Why Turbo Tax for Energy Management Isn’t Happening



People we work with often ask us why this energy management stuff really has to be so hard. Can’t it just be automated, kind of like Turbo Tax? We totally understand. A user-friendly app that ties up energy management in a neat little bow would be ideal, but can it be done? We say no. Why?

Let’s break it down.


Real estate owners and managers need a tool that is built to scale. Automatically managing energy in a single family home might be a realistic software venture, although it’s still usually just Mom or Dad yelling at the kids to turn off the lights, imploring them to take shorter showers, and turning down the thermostat at night.  However, energy management across an entire real estate portfolio is a different ball game. While there are plenty of tools out there that can handle the large volume of data and provide valuable insights (hello, EnergyScoreCards) they can’t actually do the dirty work.


Energy management for a real estate portfolio, like all nuanced fields, has a threshold at which an expert is necessary. Throw in an HSA and a mortgage to your tax return and you’ll be screaming for an accountant. In energy management, there are so many moving parts that a software-only solution is not only unrealistic, it’s undesirable. Technology can and should play an important role, but ultimately a person, an expert, needs to be calling the shots.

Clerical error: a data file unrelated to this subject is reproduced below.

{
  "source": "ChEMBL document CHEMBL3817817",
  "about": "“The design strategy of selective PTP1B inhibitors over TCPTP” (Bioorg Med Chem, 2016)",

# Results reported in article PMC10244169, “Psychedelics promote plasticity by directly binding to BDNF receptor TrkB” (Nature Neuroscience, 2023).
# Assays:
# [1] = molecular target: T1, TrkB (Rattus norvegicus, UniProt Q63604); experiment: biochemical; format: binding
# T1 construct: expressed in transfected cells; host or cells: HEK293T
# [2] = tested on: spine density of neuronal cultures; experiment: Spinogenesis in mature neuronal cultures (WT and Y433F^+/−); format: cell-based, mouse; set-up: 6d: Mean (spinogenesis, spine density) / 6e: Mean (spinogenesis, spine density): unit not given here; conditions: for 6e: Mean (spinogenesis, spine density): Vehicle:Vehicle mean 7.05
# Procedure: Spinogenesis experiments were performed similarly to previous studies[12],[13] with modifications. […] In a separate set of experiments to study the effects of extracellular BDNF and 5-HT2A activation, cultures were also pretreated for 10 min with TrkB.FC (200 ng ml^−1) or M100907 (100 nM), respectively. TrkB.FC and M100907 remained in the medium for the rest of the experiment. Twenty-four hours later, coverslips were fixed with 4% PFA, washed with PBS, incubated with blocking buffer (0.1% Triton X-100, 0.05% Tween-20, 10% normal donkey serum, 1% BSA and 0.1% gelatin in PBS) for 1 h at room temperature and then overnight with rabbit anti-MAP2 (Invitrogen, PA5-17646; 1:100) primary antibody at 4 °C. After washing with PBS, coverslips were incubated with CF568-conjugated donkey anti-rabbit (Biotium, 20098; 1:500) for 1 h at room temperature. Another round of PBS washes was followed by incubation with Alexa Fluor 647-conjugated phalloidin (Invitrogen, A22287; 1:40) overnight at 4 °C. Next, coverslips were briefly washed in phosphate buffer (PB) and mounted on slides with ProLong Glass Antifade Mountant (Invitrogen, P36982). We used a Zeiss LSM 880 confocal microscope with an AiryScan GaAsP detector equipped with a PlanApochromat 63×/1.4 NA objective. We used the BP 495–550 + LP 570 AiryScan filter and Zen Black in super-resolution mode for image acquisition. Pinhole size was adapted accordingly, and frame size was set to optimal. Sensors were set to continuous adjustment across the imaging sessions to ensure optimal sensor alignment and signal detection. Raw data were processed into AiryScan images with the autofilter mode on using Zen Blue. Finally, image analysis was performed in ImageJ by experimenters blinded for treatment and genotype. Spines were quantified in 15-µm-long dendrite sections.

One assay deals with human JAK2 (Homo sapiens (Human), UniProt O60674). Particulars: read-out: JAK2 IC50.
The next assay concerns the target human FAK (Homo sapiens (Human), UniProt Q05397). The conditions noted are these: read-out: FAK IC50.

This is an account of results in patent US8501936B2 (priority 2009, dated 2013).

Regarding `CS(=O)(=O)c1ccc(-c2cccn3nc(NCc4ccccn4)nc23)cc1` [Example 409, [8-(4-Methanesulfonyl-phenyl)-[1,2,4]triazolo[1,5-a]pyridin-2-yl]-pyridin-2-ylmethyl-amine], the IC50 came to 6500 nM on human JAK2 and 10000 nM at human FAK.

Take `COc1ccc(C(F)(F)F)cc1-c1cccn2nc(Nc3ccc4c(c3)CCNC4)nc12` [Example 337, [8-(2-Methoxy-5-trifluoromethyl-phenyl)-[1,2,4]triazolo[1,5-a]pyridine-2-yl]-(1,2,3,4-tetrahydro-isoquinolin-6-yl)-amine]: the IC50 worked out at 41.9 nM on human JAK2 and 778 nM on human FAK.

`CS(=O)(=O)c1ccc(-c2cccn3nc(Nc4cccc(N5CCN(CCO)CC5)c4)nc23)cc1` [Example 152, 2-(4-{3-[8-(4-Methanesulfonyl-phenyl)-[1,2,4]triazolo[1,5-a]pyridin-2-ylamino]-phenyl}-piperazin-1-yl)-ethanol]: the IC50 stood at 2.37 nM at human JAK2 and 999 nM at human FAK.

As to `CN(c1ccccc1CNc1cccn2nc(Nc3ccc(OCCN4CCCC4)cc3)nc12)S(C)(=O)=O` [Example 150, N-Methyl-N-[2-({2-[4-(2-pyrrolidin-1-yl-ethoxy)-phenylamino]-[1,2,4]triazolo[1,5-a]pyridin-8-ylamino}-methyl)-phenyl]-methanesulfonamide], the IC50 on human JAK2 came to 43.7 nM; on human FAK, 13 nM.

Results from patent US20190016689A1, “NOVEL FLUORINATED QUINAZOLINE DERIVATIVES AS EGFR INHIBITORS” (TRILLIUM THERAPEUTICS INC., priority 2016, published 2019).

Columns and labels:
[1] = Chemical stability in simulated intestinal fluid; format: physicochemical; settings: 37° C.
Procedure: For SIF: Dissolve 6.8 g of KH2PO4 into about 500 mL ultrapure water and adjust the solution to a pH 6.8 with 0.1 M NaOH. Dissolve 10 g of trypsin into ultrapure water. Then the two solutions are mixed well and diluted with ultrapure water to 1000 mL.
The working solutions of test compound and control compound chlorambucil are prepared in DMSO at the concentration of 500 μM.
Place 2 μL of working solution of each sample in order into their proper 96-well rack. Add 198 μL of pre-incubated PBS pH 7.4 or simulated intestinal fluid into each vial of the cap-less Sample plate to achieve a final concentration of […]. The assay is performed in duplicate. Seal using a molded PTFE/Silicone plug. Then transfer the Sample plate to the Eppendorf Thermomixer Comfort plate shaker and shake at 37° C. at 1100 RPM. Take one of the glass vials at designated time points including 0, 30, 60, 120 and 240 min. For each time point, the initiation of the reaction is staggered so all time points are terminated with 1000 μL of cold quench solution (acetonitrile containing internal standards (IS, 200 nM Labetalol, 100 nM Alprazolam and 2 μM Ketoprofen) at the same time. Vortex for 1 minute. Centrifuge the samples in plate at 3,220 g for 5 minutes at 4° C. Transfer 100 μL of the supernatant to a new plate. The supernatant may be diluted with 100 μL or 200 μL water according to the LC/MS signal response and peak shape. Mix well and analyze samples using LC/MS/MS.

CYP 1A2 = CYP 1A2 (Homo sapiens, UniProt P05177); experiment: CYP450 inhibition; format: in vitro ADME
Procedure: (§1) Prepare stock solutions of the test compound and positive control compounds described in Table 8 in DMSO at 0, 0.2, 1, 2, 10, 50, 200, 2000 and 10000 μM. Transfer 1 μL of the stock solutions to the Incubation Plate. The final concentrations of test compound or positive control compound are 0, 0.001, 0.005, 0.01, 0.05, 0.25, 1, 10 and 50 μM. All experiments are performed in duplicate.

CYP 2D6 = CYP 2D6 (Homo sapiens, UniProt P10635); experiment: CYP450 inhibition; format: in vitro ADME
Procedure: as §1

Buildings are complex, living, breathing ecosystems. (That dampness in the air could be because the ventilation system isn’t working, but it could also be that the air conditioners are oversized.  Fluctuating hot water temperature could be caused by a boiler problem, a mixing valve problem, or crossover flow between hot and cold water.)  Not to mention that buildings house people, and people are very tricky, unpredictable variables.  (That skyrocketing water bill might be a leaky toilet, but could also be a crazy tenant who leaves the water running for white noise.  The gas spike could be a problem with the boiler, but it could also be a tenant who has started using their oven as a supplemental heater.) We’ve seen it all.

With all these nuances, there is no energy management software for real estate portfolios that can do it all on its own. Technology will continue to drive this field forward, but expert humans are going to play an important role for a long time to come. Besides, you wouldn’t scrap the accountant and use Turbo Tax for your business, would you?